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Author Lyons, Martyn
Title The writing culture of ordinary people in Europe, c. 1860-1920 / Martyn Lyons
Imprint Cambridge, UK : Cambridge University Press, 2013, ©2013
book jacket
 Fu Ssu-Nien WTN LANG BK  P211.3.E85 L991 2013    AVAILABLE    30530001123868
 Modern History Library  302.2244 L991    AVAILABLE    30550100541232
Descript xi, 278 pages : illustrations, maps ; 24 cm
text rdacontent
unmediated rdamedia
volume rdacarrier
Note "As war and mass emigration across oceans increased the distances between ordinary people in the late nineteenth and early twentieth centuries, many of them, previously barely literate and unaccustomed to writing, began to communicate on paper. This fascinating account explores this surge of ordinary writing, how people met the new challenges of literacy and the importance of scribal culture to the history of individual experience in modern Europe. Focusing on correspondence and other writing genres produced by French and Italian soldiers in the trenches in the First World War, as well as Spanish emigrants to the Americas, the book reveals how these writings were influenced by dialect and oral speech and were oblivious to the rules of grammar, spelling and punctuation. Through their sometimes moving stories, we gain an insight into the importance to ordinary peasants of family, village and nation at a time of rapid social and cultural change"-- Provided by publisher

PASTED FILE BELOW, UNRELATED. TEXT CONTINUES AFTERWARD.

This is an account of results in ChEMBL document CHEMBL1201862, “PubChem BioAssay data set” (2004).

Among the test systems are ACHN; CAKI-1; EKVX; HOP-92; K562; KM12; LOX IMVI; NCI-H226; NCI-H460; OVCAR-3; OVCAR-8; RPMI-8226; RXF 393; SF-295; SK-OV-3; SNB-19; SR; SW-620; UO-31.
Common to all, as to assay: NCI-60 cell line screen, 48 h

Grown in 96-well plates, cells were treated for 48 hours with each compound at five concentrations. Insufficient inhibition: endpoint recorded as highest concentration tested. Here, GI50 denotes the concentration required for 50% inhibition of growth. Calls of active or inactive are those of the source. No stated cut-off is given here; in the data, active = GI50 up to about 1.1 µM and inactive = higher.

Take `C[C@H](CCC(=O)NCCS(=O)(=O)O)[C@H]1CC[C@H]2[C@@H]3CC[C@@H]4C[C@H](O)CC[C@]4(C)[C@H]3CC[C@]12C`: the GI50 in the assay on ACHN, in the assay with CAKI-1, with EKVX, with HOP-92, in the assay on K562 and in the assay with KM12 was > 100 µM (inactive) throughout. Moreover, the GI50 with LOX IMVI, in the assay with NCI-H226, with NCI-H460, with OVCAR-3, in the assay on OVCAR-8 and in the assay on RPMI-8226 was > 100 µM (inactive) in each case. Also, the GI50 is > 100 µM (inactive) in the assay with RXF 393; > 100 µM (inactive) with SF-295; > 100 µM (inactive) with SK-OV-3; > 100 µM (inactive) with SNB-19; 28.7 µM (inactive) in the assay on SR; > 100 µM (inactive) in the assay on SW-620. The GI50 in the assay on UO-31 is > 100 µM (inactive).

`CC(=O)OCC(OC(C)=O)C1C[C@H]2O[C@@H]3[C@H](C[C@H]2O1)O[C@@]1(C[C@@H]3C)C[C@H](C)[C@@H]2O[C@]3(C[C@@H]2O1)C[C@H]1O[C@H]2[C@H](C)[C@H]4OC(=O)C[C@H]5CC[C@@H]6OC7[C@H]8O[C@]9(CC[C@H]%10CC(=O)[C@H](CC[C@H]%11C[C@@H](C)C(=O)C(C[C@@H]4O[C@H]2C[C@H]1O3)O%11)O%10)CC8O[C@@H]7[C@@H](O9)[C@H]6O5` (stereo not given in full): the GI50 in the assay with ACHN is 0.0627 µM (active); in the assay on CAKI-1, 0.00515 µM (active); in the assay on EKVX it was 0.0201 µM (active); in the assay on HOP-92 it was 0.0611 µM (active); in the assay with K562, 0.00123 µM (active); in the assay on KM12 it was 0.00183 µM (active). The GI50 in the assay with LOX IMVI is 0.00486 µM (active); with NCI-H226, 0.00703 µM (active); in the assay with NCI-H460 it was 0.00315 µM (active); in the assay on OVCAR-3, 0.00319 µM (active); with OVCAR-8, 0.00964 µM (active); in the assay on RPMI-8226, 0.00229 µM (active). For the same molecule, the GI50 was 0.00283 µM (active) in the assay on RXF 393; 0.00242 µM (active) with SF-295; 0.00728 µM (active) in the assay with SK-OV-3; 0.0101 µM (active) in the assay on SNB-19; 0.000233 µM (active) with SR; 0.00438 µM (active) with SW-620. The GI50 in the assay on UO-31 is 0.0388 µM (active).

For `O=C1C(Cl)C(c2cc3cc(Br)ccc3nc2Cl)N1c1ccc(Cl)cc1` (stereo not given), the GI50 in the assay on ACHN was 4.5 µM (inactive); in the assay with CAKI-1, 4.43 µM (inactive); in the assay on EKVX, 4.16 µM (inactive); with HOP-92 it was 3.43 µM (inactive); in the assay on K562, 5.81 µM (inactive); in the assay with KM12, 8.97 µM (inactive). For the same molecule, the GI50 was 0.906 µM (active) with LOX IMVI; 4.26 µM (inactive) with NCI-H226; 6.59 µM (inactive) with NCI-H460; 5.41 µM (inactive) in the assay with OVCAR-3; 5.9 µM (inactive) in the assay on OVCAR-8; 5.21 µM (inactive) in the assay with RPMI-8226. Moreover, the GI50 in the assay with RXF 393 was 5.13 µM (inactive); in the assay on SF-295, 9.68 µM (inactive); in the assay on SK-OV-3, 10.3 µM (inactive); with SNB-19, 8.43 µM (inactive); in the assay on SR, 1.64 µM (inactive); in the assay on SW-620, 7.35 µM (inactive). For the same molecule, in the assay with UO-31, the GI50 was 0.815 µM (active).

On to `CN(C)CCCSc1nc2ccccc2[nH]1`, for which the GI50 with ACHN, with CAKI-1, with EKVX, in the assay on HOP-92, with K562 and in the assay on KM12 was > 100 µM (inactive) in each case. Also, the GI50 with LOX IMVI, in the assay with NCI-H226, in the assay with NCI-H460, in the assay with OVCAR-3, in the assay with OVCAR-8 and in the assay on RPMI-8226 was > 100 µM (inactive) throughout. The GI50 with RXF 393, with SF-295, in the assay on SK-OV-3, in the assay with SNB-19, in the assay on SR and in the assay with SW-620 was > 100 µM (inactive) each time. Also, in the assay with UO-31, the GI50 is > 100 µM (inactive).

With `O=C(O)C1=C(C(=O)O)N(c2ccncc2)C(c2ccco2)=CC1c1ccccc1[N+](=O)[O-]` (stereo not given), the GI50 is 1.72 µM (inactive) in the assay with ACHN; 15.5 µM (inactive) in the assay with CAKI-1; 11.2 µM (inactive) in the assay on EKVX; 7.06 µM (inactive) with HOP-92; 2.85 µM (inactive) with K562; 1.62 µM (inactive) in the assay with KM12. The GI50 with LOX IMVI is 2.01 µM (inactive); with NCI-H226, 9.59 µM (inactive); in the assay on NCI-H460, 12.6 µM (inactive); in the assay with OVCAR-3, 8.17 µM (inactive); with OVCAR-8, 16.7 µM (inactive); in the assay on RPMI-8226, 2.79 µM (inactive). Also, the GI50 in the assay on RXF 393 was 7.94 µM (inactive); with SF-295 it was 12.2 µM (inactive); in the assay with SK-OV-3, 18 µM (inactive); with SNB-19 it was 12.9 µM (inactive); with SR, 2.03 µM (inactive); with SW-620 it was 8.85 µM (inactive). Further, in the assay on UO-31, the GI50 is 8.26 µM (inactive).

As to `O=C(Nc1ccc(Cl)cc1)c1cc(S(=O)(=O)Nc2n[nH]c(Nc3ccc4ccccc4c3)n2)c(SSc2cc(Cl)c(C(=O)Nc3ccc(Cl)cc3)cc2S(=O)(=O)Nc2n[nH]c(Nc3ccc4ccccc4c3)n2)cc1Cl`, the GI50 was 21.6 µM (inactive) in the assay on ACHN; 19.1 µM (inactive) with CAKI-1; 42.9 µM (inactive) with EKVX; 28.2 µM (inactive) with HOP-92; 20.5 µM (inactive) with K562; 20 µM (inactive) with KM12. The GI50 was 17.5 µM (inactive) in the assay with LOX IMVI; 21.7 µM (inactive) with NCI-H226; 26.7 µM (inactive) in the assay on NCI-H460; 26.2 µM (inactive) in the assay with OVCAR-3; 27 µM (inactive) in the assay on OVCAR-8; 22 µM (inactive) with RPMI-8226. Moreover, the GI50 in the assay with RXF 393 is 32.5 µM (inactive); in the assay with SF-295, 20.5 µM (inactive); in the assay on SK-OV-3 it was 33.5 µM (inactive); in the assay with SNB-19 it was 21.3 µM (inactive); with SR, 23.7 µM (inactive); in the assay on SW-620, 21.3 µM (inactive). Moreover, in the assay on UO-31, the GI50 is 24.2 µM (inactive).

Includes bibliographical references and index
1. Ordinary writings, extraordinary authors -- 2. Archives for an alternative history -- 3. 'Excuse my bad writing' -- 4. Literary temptations -- 5. France: transparency and disguise in the letters of the poilus, 1914-1918 -- 6. France: national identity from below and the discovery of the 'lost provinces', 1914-1919 -- 7. Family, village and motherland in the writing of Italian soldiers, 1915-1918 -- 8. Italian identities 'from below' and ordinary writings from the Trentino -- 9. Love, death and writing on the Italian Front, 1915-1918 -- 10. Spain: emergency literacy and the nostalgia of exile, 1820s-1920s -- 11. Family strategy and individual identities in the letters of Spanish emigrants -- 12. Order and disorder in the 'memory books' -- 13. Conclusions
Subject Written communication -- Europe -- History -- 19th century
Written communication -- Europe -- History -- 20th century
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